Roy Lichtenstein (1923-1997)
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Roy Lichtenstein (1923-1997)

Collage for Modern Painting with Classic Head

Roy Lichtenstein (1923-1997)
Collage for Modern Painting with Classic Head
signed 'rf Lichteinstein' (lower right)
painted paper collage, marker and ink on board
21 x 26 7/8in. (53 x 66cm.)
Executed in 1967
Charles E. Slatkin Galleries, New York.
Leo Castelli Gallery, New York.
James Goodman Gallery, New York.
Galerie Beyeler, Basel.
Acquired from the above by the present owner.
New York, The School of Visual Arts, Visual Arts Museum, Roy Lichtenstein: Collages, October 1976.
Valencia, California Institute of Arts, Roy Lichtenstein CalArts: Drawings and Collages from the Artist's Collection, April-May 1977. Basel, Galerie Beyeler, Roy Lichtenstein, Frank Stella, March-May 1991, no. 1.
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Lot Essay

With its swirling montage of Art Deco motifs and its bright Pop colours, Modern Tapissery Cartoon (or Collage for Modern Painting with Classic Head) represents Roy Lichtenstein's celebratory tribute to the modern age. Executed in 1967, this collage of painted paper, ink and marker-pen was created at the height of Lichtenstein's Modern Painting series in which he focussed on the futuristic imagery and hard-edged, decorative styling of the interwar years.

The collage process allows flexibility and Lichtenstein's working method is laid before us here on the picture plane. It is even annotated with notes on scale and colour samples that indicate his desire to use the sharp primary hues for which he is best known. In an interview shortly before his death in 1997, the artist explained how he used the mix-and-match process of collage in determining a composition: 'I start with a sketch in mind and try to do something like that. But as it develops I can see that it could use something more daring in the colour over here, or this could be pushed a little bit up there, and maybe the sizes of the areas aren't right. So, I can easily make changes. I like to be able to manipulate all of this, but I like it to look as though it was never changed, that that's just the way it was, that you guessed right the first time' (Lichtenstein quoted in Some Kind of Reality: Roy Lichtenstein Interviewed by David Sylvester, London 1997, p. 37).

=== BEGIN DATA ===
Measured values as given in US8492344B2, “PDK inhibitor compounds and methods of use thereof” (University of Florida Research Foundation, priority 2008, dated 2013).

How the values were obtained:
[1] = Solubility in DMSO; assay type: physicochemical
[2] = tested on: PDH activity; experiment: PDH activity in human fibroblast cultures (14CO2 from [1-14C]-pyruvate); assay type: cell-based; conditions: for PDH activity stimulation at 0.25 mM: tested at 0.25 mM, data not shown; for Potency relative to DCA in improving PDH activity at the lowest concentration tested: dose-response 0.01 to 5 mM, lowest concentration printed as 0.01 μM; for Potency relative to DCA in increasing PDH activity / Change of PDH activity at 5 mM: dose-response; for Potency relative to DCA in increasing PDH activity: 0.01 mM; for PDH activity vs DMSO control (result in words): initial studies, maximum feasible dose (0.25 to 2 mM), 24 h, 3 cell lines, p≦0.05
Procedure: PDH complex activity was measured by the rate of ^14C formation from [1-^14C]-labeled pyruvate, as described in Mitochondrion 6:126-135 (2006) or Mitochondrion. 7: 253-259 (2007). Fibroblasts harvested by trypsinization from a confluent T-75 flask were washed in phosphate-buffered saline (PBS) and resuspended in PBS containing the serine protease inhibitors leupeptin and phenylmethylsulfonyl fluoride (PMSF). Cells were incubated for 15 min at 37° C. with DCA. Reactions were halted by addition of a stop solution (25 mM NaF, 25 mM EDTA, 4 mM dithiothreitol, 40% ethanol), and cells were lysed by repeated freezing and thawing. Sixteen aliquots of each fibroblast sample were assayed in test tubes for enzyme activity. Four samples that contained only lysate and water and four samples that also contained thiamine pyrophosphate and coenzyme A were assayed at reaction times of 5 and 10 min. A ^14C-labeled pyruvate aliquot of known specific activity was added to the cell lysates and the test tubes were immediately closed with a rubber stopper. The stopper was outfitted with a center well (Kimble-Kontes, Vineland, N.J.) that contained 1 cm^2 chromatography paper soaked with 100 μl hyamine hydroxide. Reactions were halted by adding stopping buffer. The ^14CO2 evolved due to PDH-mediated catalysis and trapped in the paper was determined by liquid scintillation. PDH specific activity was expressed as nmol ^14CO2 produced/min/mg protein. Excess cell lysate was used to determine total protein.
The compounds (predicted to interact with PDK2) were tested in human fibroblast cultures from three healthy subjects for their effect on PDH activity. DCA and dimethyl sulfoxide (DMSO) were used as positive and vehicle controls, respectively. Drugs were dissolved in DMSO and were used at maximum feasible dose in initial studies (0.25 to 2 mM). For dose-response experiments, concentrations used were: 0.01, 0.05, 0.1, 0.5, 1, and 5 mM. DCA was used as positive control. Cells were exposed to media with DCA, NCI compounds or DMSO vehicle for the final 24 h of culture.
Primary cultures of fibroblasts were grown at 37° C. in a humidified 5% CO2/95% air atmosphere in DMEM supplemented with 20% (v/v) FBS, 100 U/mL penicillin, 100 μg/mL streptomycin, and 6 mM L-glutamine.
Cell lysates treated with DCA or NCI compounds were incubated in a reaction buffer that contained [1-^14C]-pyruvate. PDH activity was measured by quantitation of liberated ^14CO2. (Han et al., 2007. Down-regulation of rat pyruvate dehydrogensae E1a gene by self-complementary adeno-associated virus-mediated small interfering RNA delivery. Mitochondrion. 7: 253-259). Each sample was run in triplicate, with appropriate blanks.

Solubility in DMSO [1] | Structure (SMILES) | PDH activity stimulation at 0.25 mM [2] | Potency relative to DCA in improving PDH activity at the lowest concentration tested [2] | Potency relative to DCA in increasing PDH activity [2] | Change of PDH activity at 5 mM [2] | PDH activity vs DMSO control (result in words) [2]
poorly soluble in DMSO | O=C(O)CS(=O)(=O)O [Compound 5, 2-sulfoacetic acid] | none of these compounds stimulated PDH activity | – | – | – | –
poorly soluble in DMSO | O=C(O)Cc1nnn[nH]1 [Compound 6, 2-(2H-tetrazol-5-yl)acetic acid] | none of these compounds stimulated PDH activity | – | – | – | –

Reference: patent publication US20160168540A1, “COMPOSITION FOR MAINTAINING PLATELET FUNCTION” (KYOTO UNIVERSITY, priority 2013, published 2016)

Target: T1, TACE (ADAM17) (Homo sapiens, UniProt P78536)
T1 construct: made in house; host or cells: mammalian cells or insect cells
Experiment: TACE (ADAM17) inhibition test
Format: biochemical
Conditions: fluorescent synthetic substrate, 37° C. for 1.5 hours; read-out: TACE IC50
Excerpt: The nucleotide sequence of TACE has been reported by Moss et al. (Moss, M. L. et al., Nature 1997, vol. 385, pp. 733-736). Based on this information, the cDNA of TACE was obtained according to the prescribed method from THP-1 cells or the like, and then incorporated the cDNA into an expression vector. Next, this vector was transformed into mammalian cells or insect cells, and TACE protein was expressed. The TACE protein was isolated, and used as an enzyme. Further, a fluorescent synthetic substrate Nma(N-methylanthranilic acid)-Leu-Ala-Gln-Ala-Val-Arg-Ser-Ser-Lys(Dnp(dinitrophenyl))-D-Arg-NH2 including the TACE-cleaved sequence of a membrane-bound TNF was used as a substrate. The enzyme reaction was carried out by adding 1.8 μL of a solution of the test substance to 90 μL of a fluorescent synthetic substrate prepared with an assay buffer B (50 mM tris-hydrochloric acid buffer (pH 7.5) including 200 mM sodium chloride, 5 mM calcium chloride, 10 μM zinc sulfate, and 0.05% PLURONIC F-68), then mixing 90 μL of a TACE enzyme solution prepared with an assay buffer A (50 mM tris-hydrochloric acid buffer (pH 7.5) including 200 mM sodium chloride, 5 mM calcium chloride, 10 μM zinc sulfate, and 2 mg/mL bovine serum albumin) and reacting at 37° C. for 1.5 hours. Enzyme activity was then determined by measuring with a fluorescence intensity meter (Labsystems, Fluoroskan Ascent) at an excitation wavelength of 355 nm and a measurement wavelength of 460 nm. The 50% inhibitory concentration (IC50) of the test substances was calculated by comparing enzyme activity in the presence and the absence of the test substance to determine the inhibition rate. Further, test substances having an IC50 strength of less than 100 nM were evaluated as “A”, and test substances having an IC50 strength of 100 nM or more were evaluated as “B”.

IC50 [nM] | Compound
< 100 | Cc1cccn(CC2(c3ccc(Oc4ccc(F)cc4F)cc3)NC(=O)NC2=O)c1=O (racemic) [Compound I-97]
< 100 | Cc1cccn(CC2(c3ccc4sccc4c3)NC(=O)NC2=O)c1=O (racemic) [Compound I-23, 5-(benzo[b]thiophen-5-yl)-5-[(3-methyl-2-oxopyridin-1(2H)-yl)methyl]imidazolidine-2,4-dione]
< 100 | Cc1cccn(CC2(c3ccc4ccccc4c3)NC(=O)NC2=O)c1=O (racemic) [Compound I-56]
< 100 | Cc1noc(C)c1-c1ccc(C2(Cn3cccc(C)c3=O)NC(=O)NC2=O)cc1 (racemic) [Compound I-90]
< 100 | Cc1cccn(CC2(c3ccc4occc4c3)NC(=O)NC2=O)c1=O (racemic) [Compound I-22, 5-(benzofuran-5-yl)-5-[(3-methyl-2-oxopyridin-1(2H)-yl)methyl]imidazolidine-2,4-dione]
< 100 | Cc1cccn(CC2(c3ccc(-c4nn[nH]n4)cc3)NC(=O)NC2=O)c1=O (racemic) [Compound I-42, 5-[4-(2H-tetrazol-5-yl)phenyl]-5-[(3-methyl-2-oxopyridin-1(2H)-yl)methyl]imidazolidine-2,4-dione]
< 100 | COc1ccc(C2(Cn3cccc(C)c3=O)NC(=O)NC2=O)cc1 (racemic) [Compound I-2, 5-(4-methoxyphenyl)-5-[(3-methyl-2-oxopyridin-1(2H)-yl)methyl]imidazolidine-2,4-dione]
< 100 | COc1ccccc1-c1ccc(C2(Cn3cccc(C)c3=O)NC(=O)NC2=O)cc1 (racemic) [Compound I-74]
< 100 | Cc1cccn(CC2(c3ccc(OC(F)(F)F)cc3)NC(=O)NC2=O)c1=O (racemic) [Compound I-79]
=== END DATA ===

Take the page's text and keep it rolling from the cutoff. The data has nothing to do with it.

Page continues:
Lichtenstein would go on to execute Modern Painting with Classic Head in the same year, employing similar motifs to those seen in Modern Tapestry Cartoon (or Collage for Modern Painting with Classic Head). The present work reflects Lichtenstein's interest in modernist ideologies, and in this case, the imagery that defined material and visual culture during the 1920s and 1930s. Yet it does not draw on the high-minded idealism of classic modernism, but rather the decorative and commercial corruption of its style by architects and industrial manufacturers. More Radio City Music Hall than Fernand Léger, Modern Tapestry Cartoon (or Collage for Modern Painting with Classic Head) brings together various easily identifiable emblems of Art Deco design in its fractured composition. Its tightly interlocking forms speak of utopian visions and American idealism, of progress and prosperity. Radiating out from the Modigliani-esque figurehead are sunbursts, ocean liner smokestacks, a propeller plane and ionic column -- all evoking a golden era where people 'felt more modern than we feel now' (Lichtenstein quoted in L. Alloway Lichtenstein, New York 1983, p. 40).

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